“Hush, Monsieur de Mouy!” said a voice through a half-open door; “hush! some one besides myself might hear you.”
De Mouy turned quickly and perceived the Duc d’Alençon enveloped in a cloak, advancing into the corridor with pale face, to make sure that he and De Mouy were entirely alone.
“Monsieur le Duc d’Alençon,” cried De Mouy, “I am lost!”
“On the contrary,” murmured the prince, “perhaps you have found what you are looking for, and the proof of this is that I do not want you to kill yourself here as you had an idea of doing just now. Believe me, your blood can in all probability be put to better use than to redden the threshold of the King of Navarre.”
At these words the duke threw back the door which he had been holding half open.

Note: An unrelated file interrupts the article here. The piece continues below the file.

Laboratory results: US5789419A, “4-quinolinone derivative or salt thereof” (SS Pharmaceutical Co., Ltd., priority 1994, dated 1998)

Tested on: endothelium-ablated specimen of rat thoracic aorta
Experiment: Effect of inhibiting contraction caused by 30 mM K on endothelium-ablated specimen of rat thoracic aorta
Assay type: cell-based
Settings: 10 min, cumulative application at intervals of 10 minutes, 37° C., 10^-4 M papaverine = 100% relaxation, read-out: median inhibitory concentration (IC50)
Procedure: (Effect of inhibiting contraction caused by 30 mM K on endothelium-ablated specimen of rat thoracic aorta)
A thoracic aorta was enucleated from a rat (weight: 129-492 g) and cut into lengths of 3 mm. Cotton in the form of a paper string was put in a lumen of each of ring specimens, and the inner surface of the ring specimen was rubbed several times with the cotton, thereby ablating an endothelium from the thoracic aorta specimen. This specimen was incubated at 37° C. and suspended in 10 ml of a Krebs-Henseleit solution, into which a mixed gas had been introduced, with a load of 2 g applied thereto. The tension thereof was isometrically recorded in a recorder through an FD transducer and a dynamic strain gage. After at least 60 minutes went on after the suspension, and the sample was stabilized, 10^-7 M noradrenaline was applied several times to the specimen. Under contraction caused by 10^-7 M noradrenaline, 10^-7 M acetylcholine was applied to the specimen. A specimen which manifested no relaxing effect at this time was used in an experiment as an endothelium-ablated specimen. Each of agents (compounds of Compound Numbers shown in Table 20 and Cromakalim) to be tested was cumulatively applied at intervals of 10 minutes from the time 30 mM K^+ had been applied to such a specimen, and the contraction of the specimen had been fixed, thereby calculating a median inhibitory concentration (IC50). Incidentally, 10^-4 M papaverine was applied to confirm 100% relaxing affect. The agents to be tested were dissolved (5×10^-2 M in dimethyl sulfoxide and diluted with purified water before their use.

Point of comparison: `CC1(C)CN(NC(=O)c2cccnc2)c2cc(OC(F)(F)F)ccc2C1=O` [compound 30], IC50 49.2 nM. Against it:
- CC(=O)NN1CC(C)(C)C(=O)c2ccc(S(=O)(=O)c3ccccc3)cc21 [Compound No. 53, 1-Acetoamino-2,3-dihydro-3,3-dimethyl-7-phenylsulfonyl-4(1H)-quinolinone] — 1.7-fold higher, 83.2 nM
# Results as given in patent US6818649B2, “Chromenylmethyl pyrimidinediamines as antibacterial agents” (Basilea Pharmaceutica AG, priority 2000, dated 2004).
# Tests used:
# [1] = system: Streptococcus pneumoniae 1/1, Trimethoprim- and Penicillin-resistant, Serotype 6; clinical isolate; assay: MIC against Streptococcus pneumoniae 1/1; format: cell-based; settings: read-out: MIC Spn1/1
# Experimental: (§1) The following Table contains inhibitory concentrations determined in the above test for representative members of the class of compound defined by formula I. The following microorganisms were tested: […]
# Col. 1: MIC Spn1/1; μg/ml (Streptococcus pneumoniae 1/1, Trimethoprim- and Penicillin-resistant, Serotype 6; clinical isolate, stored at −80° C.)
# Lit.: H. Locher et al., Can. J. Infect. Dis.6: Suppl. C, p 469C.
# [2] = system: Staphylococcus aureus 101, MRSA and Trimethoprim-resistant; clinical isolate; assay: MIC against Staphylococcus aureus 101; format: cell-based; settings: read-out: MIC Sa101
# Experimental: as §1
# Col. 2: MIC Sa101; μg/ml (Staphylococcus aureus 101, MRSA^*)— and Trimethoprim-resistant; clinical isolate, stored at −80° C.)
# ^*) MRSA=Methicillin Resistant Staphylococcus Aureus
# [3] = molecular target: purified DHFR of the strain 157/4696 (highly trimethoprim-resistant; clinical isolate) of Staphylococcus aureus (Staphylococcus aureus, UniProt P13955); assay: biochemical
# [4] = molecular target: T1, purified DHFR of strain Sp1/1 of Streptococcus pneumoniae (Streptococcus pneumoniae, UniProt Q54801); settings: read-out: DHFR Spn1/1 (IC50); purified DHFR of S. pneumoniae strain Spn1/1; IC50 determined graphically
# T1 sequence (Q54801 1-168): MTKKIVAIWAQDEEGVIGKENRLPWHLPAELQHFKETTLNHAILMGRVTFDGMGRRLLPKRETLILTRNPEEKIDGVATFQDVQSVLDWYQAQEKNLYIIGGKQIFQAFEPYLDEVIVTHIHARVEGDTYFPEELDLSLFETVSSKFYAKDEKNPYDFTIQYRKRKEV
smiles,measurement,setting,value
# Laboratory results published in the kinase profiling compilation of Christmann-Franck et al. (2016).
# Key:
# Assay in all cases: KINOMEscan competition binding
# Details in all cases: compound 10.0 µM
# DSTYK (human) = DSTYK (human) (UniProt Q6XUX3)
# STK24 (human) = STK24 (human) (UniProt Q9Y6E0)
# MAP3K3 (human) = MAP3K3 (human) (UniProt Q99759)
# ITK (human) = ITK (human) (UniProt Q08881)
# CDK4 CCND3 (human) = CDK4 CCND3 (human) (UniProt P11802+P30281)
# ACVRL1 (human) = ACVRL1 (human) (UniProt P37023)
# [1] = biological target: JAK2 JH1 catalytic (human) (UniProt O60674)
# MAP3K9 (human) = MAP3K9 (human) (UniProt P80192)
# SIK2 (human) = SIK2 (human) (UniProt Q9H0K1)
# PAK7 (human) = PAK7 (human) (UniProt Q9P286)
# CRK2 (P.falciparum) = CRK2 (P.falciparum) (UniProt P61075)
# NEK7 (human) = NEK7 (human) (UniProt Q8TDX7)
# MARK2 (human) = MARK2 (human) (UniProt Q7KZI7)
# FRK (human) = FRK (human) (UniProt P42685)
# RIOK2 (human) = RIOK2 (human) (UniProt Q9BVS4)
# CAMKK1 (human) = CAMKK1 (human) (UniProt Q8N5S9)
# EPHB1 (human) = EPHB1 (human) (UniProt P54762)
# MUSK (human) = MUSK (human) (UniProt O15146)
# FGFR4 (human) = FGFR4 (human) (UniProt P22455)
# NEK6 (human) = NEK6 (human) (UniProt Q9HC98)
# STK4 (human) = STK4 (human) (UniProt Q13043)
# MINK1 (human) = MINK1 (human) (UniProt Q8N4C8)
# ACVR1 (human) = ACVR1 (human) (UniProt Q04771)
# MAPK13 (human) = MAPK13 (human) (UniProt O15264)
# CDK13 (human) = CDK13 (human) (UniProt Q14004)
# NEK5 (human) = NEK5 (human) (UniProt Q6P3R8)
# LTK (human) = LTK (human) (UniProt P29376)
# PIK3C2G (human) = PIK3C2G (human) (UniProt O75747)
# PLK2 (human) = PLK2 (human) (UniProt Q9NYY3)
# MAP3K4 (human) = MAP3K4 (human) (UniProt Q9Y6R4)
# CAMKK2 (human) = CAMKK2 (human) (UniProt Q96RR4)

“This chamber belongs to two of my gentlemen,” said the duke. “No one will interrupt us here. We can, therefore, talk freely. Come in, monsieur.”
“I, here, monseigneur!” cried the conspirator in amazement. He entered the room, the door of which the Duc d’Alençon closed behind him no less quickly than the King of Navarre had done.
De Mouy entered, furious, exasperated, cursing. But by degrees the cold and steady glance of the young Duc François had the same effect on the Huguenot captain as does the enchanted lake which dissipates drunkenness.
“Monseigneur,” said he, “if I understand correctly, your highness wishes to speak to me.”
“Yes, Monsieur de Mouy,” replied François. “In spite of your disguise I thought I recognized you, and when you presented arms to my brother Henry, I recognized you perfectly. Well, De Mouy, so you are not pleased with the King of Navarre?”
“Come, come! tell me frankly, unless you distrust me; perhaps I am one of your friends.”
“Yes, I; so speak.”
“I do not know what to say to your highness, monseigneur. The matter I had to discuss with the King of Navarre concerned interests which your highness would not comprehend. Moreover,” added De Mouy with a manner which he strove to render indifferent, “they were mere trifles.”
“Trifles?” said the duke.